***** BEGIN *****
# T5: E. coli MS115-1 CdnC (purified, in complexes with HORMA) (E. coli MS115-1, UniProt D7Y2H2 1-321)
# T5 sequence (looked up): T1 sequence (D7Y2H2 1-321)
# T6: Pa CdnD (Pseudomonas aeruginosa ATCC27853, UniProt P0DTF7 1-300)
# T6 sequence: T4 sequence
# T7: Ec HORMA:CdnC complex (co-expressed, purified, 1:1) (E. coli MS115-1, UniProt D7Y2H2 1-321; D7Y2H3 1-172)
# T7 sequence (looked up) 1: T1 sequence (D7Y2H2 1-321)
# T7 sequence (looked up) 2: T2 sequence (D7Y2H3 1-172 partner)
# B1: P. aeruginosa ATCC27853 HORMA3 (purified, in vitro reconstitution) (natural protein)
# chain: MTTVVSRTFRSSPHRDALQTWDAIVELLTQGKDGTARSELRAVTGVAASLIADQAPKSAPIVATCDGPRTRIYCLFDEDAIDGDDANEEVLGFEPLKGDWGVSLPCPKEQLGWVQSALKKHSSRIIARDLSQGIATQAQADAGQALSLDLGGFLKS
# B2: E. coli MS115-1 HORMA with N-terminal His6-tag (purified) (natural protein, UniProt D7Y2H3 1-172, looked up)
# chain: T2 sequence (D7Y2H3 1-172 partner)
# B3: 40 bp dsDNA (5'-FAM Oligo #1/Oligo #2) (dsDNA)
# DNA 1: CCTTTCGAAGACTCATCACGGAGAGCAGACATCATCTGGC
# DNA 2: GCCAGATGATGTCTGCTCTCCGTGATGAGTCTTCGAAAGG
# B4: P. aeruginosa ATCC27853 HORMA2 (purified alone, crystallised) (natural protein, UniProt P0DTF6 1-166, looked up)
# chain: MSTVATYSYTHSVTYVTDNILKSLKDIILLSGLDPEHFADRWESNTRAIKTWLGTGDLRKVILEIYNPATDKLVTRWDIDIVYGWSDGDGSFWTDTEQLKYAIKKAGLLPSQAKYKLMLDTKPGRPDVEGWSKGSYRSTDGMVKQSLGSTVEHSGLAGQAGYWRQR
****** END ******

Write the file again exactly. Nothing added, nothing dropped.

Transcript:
# T5: E. coli MS115-1 CdnC (purified, in complexes with HORMA) (E. coli MS115-1, UniProt D7Y2H2 1-321)
# T5 sequence (looked up): T1 sequence (D7Y2H2 1-321)
# T6: Pa CdnD (Pseudomonas aeruginosa ATCC27853, UniProt P0DTF7 1-300)
# T6 sequence: T4 sequence
# T7: Ec HORMA:CdnC complex (co-expressed, purified, 1:1) (E. coli MS115-1, UniProt D7Y2H2 1-321; D7Y2H3 1-172)
# T7 sequence (looked up) 1: T1 sequence (D7Y2H2 1-321)
# T7 sequence (looked up) 2: T2 sequence (D7Y2H3 1-172 partner)
# B1: P. aeruginosa ATCC27853 HORMA3 (purified, in vitro reconstitution) (natural protein)
# chain: MTTVVSRTFRSSPHRDALQTWDAIVELLTQGKDGTARSELRAVTGVAASLIADQAPKSAPIVATCDGPRTRIYCLFDEDAIDGDDANEEVLGFEPLKGDWGVSLPCPKEQLGWVQSALKKHSSRIIARDLSQGIATQAQADAGQALSLDLGGFLKS
# B2: E. coli MS115-1 HORMA with N-terminal His6-tag (purified) (natural protein, UniProt D7Y2H3 1-172, looked up)
# chain: T2 sequence (D7Y2H3 1-172 partner)
# B3: 40 bp dsDNA (5'-FAM Oligo #1/Oligo #2) (dsDNA)
# DNA 1: CCTTTCGAAGACTCATCACGGAGAGCAGACATCATCTGGC
# DNA 2: GCCAGATGATGTCTGCTCTCCGTGATGAGTCTTCGAAAGG
# B4: P. aeruginosa ATCC27853 HORMA2 (purified alone, crystallised) (natural protein, UniProt P0DTF6 1-166, looked up)
# chain: MSTVATYSYTHSVTYVTDNILKSLKDIILLSGLDPEHFADRWESNTRAIKTWLGTGDLRKVILEIYNPATDKLVTRWDIDIVYGWSDGDGSFWTDTEQLKYAIKKAGLLPSQAKYKLMLDTKPGRPDVEGWSKGSYRSTDGMVKQSLGSTVEHSGLAGQAGYWRQR